It’s 2017, so non-Drake rap artists are allowed to have follow-up hits now! Skrt skrt!
Jibril Yassin: Anyone that tells you Quavo is the only one that matters in Migos is wrong. End of. Thankfully, CULTURE has proven an effective Migos Separatist deterrent and “T-Shirt,” one of its firing salvos, is great because you get to see just how fantastic Migos are now that they’ve dropped their namesake flow and have opted to just ride over what could be the best beat of 2017. Takeoff’s stutter flows, Quavo’s leaned-out background humming, Offset’s melodic verse — there are enough highlights to fill a list. If “Bad and Boujee” can be considered the first great Migos song, here’s the second, no debate.
Alfred Soto: Takeoff punches monosyllables like he’s thumbing texts. Over a foundation of click track, piano line and organ, Migos interject barks, woos, hey, vocodered uhhs — anything approximating spontaneity and improvisation and for all I know keeps them awake.
Maxwell Cavaseno: The unfortunate aspect of “T-Shirt” is one of the biggest albatrosses of Migos: Quavo. Quavo is not the most adept rapper in the group (Takeoff) or the actual star (Offset) but he got to be the earliest standout in Migos rise. After being benched to allow space for Lil’ Uzi on “Bad & Boujee,” Takeoff getting a chance to frolic with Quavo’s flow of the day and do his usual twists and turns is enthralling, as he finds a number of pockets to play with in the swamp mists of Nard & B’s production. And who sounds more enticing than Offset’s bizarre cryptid-like autotuned wails? However the focal point is the SAME BULLSHIT FAKE GUCCI MANE FLOW Quavo’s been milking since fucking “Bando” that he uses when he isn’t doing it in triplet, which really drags us down. I guess now that it’s Migos Comeback season, we also get Quavo thinking he should rap like it’s 2014 again. BAH.
Thomas Inskeep: Back in the day, no one had coke raps better than Clipse; in 2017, Migos might well own that title. “T-Shirt” is simple and sharp: Nard & B and XL keep the track stripped-down (I love that heavy synth bass), and Takeoff, Quavo, and Offset’s verses are each their own, easily distinguishable from each other’s. Even though all three of them are riding the same beat, they manage to sound entirely individual. Not as ear-grabbing as “Bad and Boujee” maybe (though it’s close), but still a standout single.
Joshua Copperman: One of my favorite things anyone said about “24K Magic” last year (I don’t remember who, though) was that Bruno Mars sounded like even he couldn’t believe that he was getting away with “Uptown Funk” 2. I feel a similar way about Migos and this song – Migos are getting away with doing the same thing they always do but on a bigger budget, and they’re clearly aware of how incredible it is that this silly underground rap trio has inadvertently taken over the world. When Quavo starts crooning “mama told yooooooouuuu”, he sounds amused by the gloomy, likely expensive effects on his voice, and the enthusiastic adlibs sound even better against the glossy production. While I can’t say I’ve always understood the massive popularity of Migos, “T-Shirt” is infectious enough that even I’m not entirely immune.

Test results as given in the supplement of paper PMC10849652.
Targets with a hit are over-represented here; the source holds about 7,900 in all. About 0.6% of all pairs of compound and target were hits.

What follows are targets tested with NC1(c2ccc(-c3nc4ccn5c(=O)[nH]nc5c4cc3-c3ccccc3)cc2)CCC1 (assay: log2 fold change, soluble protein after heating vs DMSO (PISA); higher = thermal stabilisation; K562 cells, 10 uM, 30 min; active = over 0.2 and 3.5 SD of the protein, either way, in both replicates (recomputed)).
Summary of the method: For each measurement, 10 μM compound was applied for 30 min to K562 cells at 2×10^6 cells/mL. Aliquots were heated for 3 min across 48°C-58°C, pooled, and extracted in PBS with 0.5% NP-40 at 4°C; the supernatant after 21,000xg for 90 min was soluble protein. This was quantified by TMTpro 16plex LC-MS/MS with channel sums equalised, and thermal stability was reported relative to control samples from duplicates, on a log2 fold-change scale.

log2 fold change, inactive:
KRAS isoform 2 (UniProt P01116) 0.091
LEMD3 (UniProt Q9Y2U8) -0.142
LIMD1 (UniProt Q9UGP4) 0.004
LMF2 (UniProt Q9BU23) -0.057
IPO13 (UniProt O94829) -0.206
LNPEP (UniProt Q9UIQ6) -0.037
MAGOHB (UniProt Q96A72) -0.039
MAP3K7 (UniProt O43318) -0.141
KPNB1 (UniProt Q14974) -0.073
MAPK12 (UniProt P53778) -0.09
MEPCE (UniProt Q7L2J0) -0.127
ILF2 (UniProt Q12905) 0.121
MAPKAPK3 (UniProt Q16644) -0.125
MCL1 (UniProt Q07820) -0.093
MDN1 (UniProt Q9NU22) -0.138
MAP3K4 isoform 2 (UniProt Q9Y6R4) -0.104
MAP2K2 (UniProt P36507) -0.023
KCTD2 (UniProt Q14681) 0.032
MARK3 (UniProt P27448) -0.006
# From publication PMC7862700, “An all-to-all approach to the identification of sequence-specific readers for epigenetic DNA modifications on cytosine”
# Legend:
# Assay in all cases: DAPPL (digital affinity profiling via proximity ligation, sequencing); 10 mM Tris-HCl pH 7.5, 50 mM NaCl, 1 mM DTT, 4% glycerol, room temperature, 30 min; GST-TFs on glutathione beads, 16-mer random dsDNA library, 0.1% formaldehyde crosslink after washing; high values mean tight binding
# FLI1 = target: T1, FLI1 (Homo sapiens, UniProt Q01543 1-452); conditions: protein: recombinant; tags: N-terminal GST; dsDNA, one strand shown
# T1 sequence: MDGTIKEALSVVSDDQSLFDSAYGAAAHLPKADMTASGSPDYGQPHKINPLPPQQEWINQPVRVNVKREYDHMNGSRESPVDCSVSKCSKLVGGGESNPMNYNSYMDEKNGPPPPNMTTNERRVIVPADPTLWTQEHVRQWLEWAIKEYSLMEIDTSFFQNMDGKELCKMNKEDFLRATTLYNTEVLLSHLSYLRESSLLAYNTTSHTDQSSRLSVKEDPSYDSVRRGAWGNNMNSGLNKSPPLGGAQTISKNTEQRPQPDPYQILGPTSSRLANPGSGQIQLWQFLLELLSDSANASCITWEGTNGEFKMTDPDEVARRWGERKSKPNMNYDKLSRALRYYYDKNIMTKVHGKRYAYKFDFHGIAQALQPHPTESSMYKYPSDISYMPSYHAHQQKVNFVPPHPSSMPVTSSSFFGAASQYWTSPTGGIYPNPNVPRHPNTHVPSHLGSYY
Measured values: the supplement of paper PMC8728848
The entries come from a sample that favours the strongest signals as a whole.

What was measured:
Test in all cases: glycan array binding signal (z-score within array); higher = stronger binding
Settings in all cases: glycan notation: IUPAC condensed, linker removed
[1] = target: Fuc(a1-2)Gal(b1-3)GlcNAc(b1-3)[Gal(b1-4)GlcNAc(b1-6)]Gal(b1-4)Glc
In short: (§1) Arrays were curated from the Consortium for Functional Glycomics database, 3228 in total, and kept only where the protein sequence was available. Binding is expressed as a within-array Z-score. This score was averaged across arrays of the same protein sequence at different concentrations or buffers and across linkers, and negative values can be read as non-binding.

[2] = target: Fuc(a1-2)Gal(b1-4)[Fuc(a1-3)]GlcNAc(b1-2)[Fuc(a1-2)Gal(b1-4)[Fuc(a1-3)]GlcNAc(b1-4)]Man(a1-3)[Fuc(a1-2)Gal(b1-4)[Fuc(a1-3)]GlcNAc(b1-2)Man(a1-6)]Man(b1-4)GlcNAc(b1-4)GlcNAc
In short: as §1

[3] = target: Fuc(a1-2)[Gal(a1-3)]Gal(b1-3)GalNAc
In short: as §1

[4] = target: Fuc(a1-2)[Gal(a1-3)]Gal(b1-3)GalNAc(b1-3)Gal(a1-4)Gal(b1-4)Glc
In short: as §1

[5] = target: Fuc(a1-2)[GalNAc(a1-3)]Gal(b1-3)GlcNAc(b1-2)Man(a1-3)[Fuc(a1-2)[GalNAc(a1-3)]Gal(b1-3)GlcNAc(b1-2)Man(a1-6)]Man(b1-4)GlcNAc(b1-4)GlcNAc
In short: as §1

Anthony Easton: The anxiety of late capital, with the baroque word play — the slang and puns held against each other, the anxiety of figuring who has what, fractured into an angular and quite aggressive frame work. It’s hostile in its angular beauty, and a deepening of a genre that has proven more fertile than it might have seemed at first glance.
Rebecca A. Gowns: Hypnotic use of autotune and undulating tones. The lyrics are simple, and delivered staccato, but there’s a sneaky cleverness underneath that makes you do a double-take. Haven’t heard a better ode to a t-shirt in a long time.
Adaora Ede: In 2017, the shiny and garish Migos of “Hannah Montana” and heck, remember “Versace”?, has 360ed into the cold and chic Migos (and Lil Uzi, Gucci Mane etc.) of Billboard topping hits. “T-Shirt” sounds like your mom’s preferred version of Travis Scott: production team Nard & B do a precise job of turning the bass up and sloooooowing it down. The Migo Boys slither across the slowed down trap- Takeoff is matter of factly with his verses as if to atone for his absence on “Bad and Boujee”, Quavo gives us triple threat, cooing, hypemanning, lackadaisical spitting, Offset ties up with one melodic verse that parallels the cadence of “Antidote”. Given that braggadocious odes to the struggles of social mobility has to be my favorite subset of rap music right now, I think I’ve finally accepted Culture era Migos. I mean how can you not? Quavo’s hook reads like a mantra, every (MAMA) word (TOLD) emphasized (ME) by (NOT) the (TO) syllable (SELL) and (WORK) just meant to be ingrained in your mind.